A film so maligned when it came out that, almost inevitably, a cult has sprung up around it, and it has fierce defenders. It's a sweet movie, which is flawed. I can see why it wasn't a big hit. I'm not trying to be wise in hindsight here.
There are two main flaws. First, Dustin Hoffman and Warren Beatty were about five years too old for their roles. That sounds like an abstract, wanky statement but I'm sorry, it's true. Both give very good performances, have lovely chemistry and clearly defined characters. They have enjoyable by play and commit themselves to their roles. But they're just that bit too old - both were fifty, and so to see them as untalented songwriters is just that bit too sad. Life's past them by - they're never going to improve, or have a success, or a decent relationship. Maybe if their characters had been accountants who took off or something. I guess it's ageist of me but it's how I feel - how many comedies do you enjoy about fifty year old man children?
It's not the main flaw though - that's the story. The first third of this is really good, establishing the characters and their relationship. There's hilarious songs (written by Paul Williams and Elaine May), a lovely warmth and affection, a touching moment when Hoffman goes out on a ledge and Beatty gets him. This is all spot on.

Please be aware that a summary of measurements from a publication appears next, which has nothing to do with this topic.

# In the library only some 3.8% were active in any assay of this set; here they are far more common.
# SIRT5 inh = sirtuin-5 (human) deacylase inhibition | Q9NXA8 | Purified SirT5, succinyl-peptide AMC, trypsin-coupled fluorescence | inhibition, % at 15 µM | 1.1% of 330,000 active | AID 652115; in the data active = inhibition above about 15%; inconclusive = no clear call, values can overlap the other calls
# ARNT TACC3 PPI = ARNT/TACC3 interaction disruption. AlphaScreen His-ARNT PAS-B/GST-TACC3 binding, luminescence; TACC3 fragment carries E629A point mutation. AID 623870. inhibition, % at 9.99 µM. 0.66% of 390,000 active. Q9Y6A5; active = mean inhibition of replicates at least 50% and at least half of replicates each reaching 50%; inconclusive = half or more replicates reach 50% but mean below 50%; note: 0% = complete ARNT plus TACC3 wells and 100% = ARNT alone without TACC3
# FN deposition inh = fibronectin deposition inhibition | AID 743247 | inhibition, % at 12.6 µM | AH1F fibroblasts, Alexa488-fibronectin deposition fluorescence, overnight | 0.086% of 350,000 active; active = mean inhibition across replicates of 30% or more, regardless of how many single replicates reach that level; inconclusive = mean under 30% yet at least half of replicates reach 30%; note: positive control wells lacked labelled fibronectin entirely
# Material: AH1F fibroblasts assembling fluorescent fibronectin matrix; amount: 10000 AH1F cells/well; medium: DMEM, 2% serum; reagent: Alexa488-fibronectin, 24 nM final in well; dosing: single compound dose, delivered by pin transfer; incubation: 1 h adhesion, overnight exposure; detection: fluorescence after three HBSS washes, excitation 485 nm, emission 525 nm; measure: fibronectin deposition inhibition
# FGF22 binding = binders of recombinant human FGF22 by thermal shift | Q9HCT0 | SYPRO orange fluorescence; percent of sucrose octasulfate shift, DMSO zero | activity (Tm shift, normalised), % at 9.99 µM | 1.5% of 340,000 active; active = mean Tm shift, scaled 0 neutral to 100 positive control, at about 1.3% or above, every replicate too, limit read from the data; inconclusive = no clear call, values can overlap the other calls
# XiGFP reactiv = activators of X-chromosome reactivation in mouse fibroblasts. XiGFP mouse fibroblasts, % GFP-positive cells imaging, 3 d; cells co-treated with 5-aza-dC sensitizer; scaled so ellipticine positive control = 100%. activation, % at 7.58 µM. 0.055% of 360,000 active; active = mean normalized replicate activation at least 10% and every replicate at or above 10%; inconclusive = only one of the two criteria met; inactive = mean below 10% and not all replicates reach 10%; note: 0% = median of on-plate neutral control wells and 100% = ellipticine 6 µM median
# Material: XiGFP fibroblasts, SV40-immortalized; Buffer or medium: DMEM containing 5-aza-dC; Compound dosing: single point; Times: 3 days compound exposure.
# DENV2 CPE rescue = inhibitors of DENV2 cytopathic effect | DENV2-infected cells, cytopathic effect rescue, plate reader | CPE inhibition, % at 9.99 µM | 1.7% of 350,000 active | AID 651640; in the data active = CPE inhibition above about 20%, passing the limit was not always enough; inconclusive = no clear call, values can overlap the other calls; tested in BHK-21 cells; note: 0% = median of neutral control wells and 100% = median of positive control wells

Things get wonky when the action moves to Ishtar. Writer-director May never gets the bread and butter aspects of the story right. I was never clear why so many people were chasing after Hoffman and Beatty. Because of some prophecy about two men? But why? Wouldn't people figure it out? What's so special about them? Why do so many people devote so much resources to them?
Isabelle Adjani gets them involved by borrowing Hoffman's passport - so she knows nothing about Beatty, right? So it's a film where the action is built on two coincidences - Adjani using Hoffman's passport, and then the two men possibly being mistaken for two men in a prophecy? Did I get that right?
The thing is, it wasn't needed. We don't care about that sort of plot, not really - we're there for the stars and jokes and charm. But I kept getting distracted by the flabby plot. Towards the end Hoffman and Beatty realise they've got a map and you go "oh I get that - they've got a map, that's an easy to understand McGuffin"... but the movie's over. They call their agent who negotiates a deal and that's it.
If Beatty and Hoffman had the map from the beginning of act two I think the movie would have been a hit, even with its painted sand dunes and perfectionist leads and director. You could have all the CIA and guerillas and Adjani and everyone chasing after the map - all the adventures would make sense. As it was I struggled to follow it and started to zone out towards the end.
It's a shame because there is so much to admire in the films: the acting is uniformly good (Charles Grodin shines in a support role), the locations are beautiful, the songs funny, there's some really good moments.